Were you really completely naked? / I could never be naked in front of so many strangers. / Aren’t you the naked people? Why aren’t you still naked?
We began with nothing, and so when we walked into the space we were completely naked. The nudity was modest - we covered our bits with our hands - and not gratuitous or for its own sake, but in order that we could properly fulfil our opening commitment to begin with nothing.
The nudity is something people have fixated on - we’ve had people come on day five and expect to find us still nude; people find our blog by Googling our names + ‘naked play Adelaide’; and we had a TV news station ask to film a ‘dress rehearsal’ they would ‘shoot strategically’ - but in reality we were clothed within the first 10 minutes of 240-hour performance. ‘We weren’t naked,’ we took to saying. ‘We just didn’t have any clothes.’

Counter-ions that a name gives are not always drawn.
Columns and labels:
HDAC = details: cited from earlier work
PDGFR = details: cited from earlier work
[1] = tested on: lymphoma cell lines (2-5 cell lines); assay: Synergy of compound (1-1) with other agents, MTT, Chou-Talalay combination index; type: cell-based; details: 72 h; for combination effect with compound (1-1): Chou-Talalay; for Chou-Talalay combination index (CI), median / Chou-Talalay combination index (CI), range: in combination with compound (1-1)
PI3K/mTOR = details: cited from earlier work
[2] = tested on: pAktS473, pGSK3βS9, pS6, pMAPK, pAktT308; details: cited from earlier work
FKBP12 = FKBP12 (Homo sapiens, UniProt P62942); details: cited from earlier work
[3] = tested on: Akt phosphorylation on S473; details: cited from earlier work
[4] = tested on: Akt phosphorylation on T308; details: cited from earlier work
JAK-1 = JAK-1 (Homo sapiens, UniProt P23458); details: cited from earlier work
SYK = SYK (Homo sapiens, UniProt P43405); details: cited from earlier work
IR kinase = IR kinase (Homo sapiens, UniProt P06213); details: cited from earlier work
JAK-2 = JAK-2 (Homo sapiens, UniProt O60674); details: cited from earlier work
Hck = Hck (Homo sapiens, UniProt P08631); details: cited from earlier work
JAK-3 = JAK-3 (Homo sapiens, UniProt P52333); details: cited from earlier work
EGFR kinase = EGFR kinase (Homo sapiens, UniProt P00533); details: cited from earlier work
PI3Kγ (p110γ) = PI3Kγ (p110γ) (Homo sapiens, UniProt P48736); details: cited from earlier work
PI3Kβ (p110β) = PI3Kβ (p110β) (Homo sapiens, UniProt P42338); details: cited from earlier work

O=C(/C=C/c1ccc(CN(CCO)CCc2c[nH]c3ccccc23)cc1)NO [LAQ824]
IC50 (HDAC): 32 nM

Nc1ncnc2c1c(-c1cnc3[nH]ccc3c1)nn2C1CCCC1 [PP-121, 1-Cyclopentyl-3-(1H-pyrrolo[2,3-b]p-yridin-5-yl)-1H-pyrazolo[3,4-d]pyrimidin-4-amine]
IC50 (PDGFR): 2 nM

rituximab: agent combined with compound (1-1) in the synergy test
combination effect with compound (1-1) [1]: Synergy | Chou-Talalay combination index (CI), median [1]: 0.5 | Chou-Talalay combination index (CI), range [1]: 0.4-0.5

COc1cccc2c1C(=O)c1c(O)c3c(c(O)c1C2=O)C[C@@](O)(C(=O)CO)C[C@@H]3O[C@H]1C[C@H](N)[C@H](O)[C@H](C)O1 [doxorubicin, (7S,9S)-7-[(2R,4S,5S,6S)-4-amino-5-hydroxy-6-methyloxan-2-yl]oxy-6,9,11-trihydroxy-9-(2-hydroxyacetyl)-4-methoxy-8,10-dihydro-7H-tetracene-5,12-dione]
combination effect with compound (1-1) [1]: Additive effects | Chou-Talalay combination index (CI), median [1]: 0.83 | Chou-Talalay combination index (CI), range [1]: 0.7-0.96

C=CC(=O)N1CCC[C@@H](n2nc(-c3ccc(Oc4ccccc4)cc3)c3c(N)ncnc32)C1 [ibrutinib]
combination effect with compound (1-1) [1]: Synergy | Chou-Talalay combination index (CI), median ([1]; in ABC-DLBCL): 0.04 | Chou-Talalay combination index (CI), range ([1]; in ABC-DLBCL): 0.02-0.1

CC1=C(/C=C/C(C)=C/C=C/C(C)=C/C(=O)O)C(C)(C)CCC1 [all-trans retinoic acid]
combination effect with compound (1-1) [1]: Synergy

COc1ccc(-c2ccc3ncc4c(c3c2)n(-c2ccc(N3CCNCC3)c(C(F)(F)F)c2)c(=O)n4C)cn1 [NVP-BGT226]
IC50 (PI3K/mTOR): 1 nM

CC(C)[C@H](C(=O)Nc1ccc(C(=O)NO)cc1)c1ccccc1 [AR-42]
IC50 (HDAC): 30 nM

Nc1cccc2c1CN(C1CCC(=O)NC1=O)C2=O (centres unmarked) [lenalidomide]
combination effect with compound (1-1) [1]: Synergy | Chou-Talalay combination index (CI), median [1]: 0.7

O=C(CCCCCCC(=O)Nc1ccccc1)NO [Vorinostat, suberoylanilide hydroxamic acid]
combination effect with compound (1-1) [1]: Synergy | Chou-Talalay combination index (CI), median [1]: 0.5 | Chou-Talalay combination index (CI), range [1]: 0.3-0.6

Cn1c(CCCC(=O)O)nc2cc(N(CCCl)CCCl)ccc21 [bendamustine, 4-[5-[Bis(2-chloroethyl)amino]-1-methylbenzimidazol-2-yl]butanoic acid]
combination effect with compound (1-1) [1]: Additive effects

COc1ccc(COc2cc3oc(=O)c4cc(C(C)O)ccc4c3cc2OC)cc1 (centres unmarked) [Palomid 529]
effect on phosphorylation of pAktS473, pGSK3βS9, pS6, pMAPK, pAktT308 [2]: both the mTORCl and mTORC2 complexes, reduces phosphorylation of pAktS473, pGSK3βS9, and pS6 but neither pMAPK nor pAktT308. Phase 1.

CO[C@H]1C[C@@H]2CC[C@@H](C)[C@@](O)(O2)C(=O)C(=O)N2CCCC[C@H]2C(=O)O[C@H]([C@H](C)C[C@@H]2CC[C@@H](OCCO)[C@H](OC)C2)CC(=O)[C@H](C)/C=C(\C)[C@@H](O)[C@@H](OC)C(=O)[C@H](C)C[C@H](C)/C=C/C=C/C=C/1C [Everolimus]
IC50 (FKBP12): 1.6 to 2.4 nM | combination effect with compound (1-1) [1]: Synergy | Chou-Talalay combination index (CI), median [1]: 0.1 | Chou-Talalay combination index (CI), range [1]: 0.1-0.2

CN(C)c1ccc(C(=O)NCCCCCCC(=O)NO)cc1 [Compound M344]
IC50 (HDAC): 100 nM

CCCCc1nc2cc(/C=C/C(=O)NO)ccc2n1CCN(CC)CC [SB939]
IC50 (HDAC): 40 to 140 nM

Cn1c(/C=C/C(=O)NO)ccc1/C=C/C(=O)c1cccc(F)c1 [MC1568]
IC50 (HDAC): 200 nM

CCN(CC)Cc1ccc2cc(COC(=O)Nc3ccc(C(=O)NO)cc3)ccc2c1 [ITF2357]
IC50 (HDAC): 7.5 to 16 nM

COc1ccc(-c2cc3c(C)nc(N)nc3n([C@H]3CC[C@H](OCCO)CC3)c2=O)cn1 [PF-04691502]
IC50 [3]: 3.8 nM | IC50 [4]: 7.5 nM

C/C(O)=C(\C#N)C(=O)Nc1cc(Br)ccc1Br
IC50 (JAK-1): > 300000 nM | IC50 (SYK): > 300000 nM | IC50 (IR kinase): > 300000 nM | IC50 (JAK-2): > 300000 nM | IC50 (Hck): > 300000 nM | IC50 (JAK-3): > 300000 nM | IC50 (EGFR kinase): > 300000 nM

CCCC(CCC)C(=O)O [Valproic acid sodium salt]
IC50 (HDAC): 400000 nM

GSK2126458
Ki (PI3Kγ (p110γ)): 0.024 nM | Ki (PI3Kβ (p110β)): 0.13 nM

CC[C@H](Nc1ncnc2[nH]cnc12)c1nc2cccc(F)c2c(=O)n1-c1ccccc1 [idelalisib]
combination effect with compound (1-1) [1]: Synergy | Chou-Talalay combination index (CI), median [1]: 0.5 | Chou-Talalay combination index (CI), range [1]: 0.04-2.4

Having said that, we’ve found that the nudity significantly strengthens the piece conceptually and feels integral: in beginning naked we make a conspicuously vulnerable opening gesture that immediately activates people’s empathy and engagement with the project; and for us personally, privately, the nudity is an important freeing experience in the opening moments in that once we find ourselves standing naked and with nothing, we feel we have nowhere to hide and must then wholeheartedly place our faith in the piece.
[Deliverance at the Adelaide Fringe, March 2012]